The Theater of Sacred Terror

Historian of Islam and jihadi expert Juan Cole explains the reasons for the London bombings.

BY: Interview by Deborah Caldwell

 
Juan Cole is a history professor at the University of Michigan and an expert on the "jihadi," or "sacred-war," strain of Muslim radicalism--including Al Qaeda and the Taliban. In the wake of the London attacks, we asked Cole to help explain the political and religious motivations behind this latest terrorist attack. He says the jihadists are acting out their version of a sacred drama, in which they are modern-day equivalents of the first Muslims, fighting against the evil and oppressive Meccans. In their imagination, the people of London--and by extension, all Westerners--are "Meccans" who must be destroyed in order for "true" Muslims to save the world. "There's no sense of compromise in this cosmic struggle," Cole says. "For this reason the struggle can be imagined as a very long-term one."

Once again, we're trying to make sense of the relationship between Islam and terrorism. Can you tell us about Muslims in Britain?

The Muslim community in the U.K. is predominantly South Asian--from India, Pakistan, and Bangladesh. It by now has decades-long roots in Great Britain. There are about a million and a half Muslims, in a population of about 60 million overall. It's quite a significant percentage of the population in the U.K.

The British Muslim community is a bigger community proportionally [than the U.S. Muslim community] and it's been there longer. We didn't have more than 100,000 Muslims until 1965, when our immigration laws changed.

We always hear that, unlike American mosques, London's mosques are centers of Islamist ideology.

First of all, I don't like the term "Islamist." What you're really talking about are radicals. They're mostly Salafis. The term "Islamist" was invented by a few French social scientists in the early 1980s. In French, Christianity is actually called

Cristianisme

; they were convinced that what was going on in Islam was unlike what was happening in the other religions, that it was somehow unique. But I disagree with them.

In terms of the mosques,

Finsbury Park Mosque

is the famous center of Islamic radicalism, which recruited Zacarias Moussaoui and Richard Reid. Its imam, Abu Hamza al Masri,

went on trial this week

.

Do you think it's connected?

I can only speculate at this point. We don't know exactly who carried out the bombings; we have an [Arabic-language] website that claimed responsibility for a splinter group of Al Qaeda. But my best guess is, based on the modus operandi, that this is Al Qaeda, and if it is Al Qaeda, then certainly the trial of Al-Masri--who is Egyptian and from the same organization as

Ayman el-Zawahri

, an organization that joined Al Qaeda in 1998--then it seems to me impossible that it's not connected.

I sense that Muslims in Britain feel a kind of racial and ethnic discrimination I'm not sure they feel in the United States. Is that the case?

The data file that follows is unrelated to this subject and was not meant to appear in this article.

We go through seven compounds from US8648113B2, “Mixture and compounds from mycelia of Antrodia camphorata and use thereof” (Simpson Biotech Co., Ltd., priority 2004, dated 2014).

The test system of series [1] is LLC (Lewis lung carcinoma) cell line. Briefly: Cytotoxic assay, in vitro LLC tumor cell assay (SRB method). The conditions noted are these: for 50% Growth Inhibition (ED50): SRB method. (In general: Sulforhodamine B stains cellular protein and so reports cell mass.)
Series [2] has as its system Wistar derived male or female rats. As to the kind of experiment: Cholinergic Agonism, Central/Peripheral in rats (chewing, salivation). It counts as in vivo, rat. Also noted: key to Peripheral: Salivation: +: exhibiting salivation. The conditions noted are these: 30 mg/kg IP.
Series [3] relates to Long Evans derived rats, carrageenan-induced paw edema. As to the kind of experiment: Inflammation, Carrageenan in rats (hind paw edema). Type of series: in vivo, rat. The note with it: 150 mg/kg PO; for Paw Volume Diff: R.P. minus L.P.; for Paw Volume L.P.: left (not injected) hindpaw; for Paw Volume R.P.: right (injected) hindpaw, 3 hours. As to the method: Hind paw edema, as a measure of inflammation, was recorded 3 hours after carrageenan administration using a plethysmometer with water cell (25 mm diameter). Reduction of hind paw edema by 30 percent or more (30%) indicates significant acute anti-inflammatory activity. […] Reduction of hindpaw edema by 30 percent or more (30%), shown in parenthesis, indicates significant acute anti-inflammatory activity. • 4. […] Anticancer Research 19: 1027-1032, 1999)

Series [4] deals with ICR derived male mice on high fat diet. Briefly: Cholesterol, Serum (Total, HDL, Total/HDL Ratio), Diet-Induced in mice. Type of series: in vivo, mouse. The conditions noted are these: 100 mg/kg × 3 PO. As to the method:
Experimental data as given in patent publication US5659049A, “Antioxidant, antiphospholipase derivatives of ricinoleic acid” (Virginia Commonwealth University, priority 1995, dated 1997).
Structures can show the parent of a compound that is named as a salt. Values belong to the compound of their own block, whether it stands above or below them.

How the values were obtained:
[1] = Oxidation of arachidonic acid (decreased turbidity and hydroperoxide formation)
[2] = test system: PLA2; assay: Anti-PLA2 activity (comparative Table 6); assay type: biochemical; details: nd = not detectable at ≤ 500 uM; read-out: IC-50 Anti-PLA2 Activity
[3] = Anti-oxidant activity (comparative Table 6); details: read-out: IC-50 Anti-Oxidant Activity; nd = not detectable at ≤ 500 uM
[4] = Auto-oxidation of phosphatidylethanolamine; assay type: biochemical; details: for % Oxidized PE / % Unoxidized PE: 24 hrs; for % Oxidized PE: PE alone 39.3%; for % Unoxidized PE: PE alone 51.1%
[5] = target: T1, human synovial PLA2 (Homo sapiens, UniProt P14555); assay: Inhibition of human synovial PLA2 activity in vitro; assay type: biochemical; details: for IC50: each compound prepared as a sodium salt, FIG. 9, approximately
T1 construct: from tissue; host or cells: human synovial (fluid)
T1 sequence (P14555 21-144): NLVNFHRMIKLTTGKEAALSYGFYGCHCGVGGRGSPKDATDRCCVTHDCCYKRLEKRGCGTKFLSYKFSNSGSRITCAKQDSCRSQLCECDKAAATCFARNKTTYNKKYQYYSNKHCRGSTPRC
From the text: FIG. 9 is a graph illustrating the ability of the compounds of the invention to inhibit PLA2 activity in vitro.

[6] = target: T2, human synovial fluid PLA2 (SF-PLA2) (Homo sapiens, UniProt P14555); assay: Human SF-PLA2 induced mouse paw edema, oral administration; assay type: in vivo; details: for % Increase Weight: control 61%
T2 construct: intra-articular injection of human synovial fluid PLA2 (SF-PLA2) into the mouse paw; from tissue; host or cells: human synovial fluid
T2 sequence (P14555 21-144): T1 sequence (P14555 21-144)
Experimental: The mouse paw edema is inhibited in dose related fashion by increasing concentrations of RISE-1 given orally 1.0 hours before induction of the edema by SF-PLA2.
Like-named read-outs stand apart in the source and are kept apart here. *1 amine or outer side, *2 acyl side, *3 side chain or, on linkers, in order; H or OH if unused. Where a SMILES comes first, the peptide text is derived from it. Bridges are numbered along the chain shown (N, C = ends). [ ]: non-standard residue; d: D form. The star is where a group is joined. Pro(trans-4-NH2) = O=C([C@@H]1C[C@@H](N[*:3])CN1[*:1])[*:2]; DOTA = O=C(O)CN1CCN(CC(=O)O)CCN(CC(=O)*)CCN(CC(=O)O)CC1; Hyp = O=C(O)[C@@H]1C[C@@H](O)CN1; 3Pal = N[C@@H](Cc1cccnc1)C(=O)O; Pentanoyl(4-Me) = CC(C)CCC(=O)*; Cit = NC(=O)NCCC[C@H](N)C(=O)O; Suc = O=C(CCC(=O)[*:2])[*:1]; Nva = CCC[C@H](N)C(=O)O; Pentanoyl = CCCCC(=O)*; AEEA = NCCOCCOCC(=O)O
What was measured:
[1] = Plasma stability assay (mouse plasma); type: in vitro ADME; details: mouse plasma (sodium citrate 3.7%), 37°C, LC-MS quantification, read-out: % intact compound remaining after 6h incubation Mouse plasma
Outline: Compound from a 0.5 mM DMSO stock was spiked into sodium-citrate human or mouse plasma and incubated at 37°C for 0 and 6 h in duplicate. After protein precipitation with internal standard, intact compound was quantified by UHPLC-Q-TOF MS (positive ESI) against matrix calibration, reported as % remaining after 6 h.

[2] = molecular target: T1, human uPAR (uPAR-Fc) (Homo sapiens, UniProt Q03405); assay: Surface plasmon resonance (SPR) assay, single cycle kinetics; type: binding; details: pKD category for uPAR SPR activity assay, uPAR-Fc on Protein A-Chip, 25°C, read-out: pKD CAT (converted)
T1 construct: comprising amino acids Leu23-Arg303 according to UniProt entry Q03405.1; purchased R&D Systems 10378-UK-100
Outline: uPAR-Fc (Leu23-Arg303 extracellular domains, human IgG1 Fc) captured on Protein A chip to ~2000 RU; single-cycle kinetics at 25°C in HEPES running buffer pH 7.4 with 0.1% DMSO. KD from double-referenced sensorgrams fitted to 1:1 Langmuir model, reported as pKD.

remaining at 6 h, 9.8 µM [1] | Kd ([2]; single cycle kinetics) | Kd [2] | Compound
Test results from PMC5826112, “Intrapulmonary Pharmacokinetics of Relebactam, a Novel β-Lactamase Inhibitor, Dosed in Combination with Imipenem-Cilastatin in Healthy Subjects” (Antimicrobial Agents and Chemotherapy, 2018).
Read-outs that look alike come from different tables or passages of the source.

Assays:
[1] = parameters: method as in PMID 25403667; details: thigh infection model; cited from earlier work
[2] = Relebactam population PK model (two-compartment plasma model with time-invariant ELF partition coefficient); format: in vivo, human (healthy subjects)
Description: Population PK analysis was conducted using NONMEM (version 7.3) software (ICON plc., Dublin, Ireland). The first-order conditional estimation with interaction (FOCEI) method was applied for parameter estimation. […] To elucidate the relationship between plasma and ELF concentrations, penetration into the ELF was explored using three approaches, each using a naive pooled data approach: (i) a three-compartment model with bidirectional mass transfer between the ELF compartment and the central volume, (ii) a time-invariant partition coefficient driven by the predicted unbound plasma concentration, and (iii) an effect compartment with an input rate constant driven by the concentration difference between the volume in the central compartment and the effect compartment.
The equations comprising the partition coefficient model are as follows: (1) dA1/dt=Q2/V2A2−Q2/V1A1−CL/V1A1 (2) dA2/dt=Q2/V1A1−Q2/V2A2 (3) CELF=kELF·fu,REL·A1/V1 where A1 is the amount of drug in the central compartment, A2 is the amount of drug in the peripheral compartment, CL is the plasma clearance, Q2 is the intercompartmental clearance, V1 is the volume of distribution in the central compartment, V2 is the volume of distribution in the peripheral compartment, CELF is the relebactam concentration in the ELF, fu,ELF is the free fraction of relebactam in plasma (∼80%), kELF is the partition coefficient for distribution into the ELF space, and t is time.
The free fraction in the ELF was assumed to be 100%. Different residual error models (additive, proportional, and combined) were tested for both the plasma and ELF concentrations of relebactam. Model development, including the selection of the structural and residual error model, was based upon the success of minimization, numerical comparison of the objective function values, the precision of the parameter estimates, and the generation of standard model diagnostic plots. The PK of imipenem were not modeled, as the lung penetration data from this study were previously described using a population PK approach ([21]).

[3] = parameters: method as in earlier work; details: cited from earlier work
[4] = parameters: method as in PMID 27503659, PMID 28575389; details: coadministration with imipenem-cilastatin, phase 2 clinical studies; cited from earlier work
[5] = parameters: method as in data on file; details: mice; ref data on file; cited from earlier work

I know a lot of American Muslims who have the general feeling of being scrutinized and discriminated against here, too. It is more in Britain, though, without any regard for 9/11. Just in terms of the numbers involved, and the patterns of settlement. For instance, in Bradford, there were

race riots

. It's a town of maybe 30,000 that has a very large Muslim population that came there to work, but the local industries declined and they wound up unemployed. So they're more like the Southern African-Americans who came North to places like Detroit or in some instances like Mexican-Americans in some areas of this country. So some of the discrimination that they face is race and class discrimination, of a sort that we see often in urban situations in the United States. But which seldom involves this particular group here.

If the Muslim population there feels more discriminated against, does it follow then that it would be a breeding ground for a terrorist attack?

No. My own perception is that most major terrorist attacks by these Salafi groups have been done by outsiders, because long-term rooted residents have reasons for which they wouldn't want a backlash against their own families and communities. And they've come to have a certain attachment to the place. So there's virtually no evidence of long-term Muslim residents in the United States or Britain with anything like ties to terrorism. Now, there have been British Muslims, even second-generation ones, who have gone off to fight elsewhere. A couple showed up in Israel and got themselves killed. And several in Afghanistan and Iraq. Some of the people in Guantanamo were British. My best guess is that Al Qaeda did this, you'd find they were infiltrators from elsewhere.



Why do they think terrorism will work?
Read more on page 2 >>


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  • Continued on page 2: »

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